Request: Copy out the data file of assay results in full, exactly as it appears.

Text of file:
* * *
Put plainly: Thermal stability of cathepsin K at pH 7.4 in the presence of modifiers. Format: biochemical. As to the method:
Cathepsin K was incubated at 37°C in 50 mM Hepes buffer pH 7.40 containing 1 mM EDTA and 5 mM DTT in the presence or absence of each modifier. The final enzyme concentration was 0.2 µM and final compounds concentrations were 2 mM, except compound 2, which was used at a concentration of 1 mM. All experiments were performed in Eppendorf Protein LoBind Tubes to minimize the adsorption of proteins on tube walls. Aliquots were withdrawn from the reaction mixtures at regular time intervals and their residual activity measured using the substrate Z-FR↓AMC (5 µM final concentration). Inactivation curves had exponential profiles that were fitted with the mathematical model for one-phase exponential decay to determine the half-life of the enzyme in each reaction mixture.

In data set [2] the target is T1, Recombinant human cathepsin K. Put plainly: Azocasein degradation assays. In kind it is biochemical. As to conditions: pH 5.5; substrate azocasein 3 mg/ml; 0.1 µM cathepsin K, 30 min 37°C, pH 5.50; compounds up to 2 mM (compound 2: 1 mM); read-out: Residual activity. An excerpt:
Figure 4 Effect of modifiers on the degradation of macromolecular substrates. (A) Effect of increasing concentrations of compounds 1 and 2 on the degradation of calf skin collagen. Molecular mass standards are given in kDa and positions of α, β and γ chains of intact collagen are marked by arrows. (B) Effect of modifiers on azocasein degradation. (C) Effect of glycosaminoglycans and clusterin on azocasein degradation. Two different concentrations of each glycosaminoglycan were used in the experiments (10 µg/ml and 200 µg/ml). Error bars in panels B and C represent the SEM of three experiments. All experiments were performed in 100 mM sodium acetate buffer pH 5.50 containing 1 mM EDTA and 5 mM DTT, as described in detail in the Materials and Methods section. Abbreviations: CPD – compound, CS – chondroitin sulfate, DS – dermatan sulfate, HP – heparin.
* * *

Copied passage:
Put plainly: Thermal stability of cathepsin K at pH 7.4 in the presence of modifiers. Format: biochemical. As to the method:
Cathepsin K was incubated at 37°C in 50 mM Hepes buffer pH 7.40 containing 1 mM EDTA and 5 mM DTT in the presence or absence of each modifier. The final enzyme concentration was 0.2 µM and final compounds concentrations were 2 mM, except compound 2, which was used at a concentration of 1 mM. All experiments were performed in Eppendorf Protein LoBind Tubes to minimize the adsorption of proteins on tube walls. Aliquots were withdrawn from the reaction mixtures at regular time intervals and their residual activity measured using the substrate Z-FR↓AMC (5 µM final concentration). Inactivation curves had exponential profiles that were fitted with the mathematical model for one-phase exponential decay to determine the half-life of the enzyme in each reaction mixture.

In data set [2] the target is T1, Recombinant human cathepsin K. Put plainly: Azocasein degradation assays. In kind it is biochemical. As to conditions: pH 5.5; substrate azocasein 3 mg/ml; 0.1 µM cathepsin K, 30 min 37°C, pH 5.50; compounds up to 2 mM (compound 2: 1 mM); read-out: Residual activity. An excerpt:
Figure 4 Effect of modifiers on the degradation of macromolecular substrates. (A) Effect of increasing concentrations of compounds 1 and 2 on the degradation of calf skin collagen. Molecular mass standards are given in kDa and positions of α, β and γ chains of intact collagen are marked by arrows. (B) Effect of modifiers on azocasein degradation. (C) Effect of glycosaminoglycans and clusterin on azocasein degradation. Two different concentrations of each glycosaminoglycan were used in the experiments (10 µg/ml and 200 µg/ml). Error bars in panels B and C represent the SEM of three experiments. All experiments were performed in 100 mM sodium acetate buffer pH 5.50 containing 1 mM EDTA and 5 mM DTT, as described in detail in the Materials and Methods section. Abbreviations: CPD – compound, CS – chondroitin sulfate, DS – dermatan sulfate, HP – heparin.